Rose still needswork on his range, but he is a natural penetrator, with a thunderous first stepand a fearless streak in the lane. While other point guards settle forfloaters, he attacks with double-pump layups and jams. "He may already bethe best finishing point guard in the league," says Noah. After Rosescorched the Hawks for 26 points on Nov. 11, Atlanta forward Marvin Williamssaid, "He's so strong and explosive, it's hard to even think of him as apoint guard. I'm an opposing player, but tonight I was also a fan."
WHEN ROSE met withthe Wasserman Media Group in Los Angeles last spring, agent Arn Tellem asked ifhe wanted to play in Chicago. Rose laughed. The Bulls had only a 1.7% chance ofwinning the lottery. But he appreciated Tellem's optimism and signed with WMG,choosing former Bulls point guard B.J. Armstrong as his representative. Whenthe Ping-Pong balls bounced Chicago's way on May 20, Derrick called Reggie."Can you believe it?" he asked.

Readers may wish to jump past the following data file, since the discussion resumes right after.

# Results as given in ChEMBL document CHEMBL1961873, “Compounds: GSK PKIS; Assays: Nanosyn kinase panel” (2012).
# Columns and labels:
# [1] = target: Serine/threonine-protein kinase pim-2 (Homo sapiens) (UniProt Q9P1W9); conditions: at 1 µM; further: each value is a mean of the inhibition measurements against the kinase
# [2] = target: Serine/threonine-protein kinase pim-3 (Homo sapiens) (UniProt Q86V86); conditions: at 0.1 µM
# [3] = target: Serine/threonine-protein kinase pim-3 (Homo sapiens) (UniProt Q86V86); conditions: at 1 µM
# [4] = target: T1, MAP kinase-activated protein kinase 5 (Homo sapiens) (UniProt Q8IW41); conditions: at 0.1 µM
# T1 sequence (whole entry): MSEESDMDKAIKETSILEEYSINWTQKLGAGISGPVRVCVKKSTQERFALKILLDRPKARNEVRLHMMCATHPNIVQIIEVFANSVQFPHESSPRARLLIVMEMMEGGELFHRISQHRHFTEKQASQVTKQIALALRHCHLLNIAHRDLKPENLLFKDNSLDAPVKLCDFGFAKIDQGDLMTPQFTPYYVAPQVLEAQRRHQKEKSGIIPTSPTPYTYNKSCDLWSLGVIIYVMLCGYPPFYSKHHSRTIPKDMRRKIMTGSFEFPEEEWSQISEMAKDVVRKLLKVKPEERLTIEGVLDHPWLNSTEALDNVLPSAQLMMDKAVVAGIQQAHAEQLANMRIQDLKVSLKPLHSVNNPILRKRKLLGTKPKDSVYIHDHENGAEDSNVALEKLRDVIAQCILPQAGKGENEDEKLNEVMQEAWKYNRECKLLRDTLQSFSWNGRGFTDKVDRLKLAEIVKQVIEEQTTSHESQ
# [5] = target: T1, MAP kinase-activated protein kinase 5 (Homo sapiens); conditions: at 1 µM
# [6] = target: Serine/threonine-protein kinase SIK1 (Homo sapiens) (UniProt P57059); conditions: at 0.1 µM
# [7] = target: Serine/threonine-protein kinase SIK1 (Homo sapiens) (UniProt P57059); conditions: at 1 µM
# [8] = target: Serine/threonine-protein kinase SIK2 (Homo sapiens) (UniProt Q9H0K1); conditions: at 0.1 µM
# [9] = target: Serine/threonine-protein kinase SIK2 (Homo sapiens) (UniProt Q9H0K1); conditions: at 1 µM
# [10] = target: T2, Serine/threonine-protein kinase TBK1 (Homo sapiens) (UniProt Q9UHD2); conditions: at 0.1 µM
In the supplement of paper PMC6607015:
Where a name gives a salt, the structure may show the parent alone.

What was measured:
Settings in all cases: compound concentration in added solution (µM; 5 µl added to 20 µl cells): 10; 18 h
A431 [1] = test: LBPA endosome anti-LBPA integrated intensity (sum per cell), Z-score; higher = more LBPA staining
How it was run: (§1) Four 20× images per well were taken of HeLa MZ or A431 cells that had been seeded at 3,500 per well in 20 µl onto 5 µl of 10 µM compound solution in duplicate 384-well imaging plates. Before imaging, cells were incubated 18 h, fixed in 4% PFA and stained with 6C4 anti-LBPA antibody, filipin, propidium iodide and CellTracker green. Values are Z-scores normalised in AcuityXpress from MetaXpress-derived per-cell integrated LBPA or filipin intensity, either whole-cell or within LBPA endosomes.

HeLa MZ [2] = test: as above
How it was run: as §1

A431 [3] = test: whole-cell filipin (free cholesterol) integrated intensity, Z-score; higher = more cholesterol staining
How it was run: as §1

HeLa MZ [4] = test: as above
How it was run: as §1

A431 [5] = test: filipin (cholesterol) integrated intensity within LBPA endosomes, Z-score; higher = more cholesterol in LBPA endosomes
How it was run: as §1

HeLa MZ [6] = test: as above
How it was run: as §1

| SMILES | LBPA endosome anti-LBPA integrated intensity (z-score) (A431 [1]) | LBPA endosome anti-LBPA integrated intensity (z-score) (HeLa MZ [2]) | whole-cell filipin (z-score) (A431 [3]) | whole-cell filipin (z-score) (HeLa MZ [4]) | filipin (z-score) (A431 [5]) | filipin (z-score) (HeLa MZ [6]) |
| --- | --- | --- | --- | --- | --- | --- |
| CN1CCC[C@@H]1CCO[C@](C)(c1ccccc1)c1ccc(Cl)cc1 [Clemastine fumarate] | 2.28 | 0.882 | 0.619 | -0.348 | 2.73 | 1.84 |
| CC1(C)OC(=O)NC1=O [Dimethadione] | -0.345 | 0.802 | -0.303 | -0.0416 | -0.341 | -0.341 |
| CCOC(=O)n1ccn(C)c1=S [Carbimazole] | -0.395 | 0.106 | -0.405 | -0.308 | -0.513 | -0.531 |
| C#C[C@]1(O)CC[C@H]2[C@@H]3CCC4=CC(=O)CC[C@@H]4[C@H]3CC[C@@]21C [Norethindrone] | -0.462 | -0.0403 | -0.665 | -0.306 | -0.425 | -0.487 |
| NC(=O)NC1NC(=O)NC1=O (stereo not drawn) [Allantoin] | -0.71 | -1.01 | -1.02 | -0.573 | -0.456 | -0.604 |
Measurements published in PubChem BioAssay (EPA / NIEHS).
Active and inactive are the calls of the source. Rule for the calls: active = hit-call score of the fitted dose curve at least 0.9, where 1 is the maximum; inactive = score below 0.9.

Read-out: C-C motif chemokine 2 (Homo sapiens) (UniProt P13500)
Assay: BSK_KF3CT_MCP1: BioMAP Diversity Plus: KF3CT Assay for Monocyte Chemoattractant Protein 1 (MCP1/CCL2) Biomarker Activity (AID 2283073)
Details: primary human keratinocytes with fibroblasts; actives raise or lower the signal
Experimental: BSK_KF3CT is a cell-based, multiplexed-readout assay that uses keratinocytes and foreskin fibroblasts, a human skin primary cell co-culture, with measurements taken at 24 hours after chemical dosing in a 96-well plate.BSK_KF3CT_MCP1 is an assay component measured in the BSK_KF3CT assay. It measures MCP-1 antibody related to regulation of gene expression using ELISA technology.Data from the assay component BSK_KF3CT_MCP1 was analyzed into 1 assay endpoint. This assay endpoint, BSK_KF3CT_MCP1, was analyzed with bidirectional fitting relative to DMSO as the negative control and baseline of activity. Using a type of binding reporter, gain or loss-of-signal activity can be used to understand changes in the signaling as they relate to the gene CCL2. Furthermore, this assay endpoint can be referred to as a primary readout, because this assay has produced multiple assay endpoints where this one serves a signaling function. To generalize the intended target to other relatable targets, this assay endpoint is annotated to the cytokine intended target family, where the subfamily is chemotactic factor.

Of all thebrothers, Rose is closest to Reggie, the one who protected him from streetagents and college recruiters and who now shields him from ticket requests andfriends looking for handouts, the kinds of distractions that have doomed otherhometown stars. When Rose signed his first contract, a two-year, $10 milliondeal with team options that could make it worth $22.5 million, Reggie forbadehim to buy a mansion. Derrick instead purchased a town house in Deerfield,Ill., the suburb where the Bulls practice. "I wouldn't want a mansionanyway," he says. "That's too big for me." Reggie helped him orderfurniture, pick out linens and set up the cable.
Rose's town houseis about 35 miles from Englewood, the South Side neighborhood where he wasraised. Englewood has a long history of gang violence, and it has been in thenews recently for the triple homicide of singer-actress Jennifer Hudson'smother, brother and nephew. All of Rose's immediate family have moved out ofthe area, and they're staying away for the time being.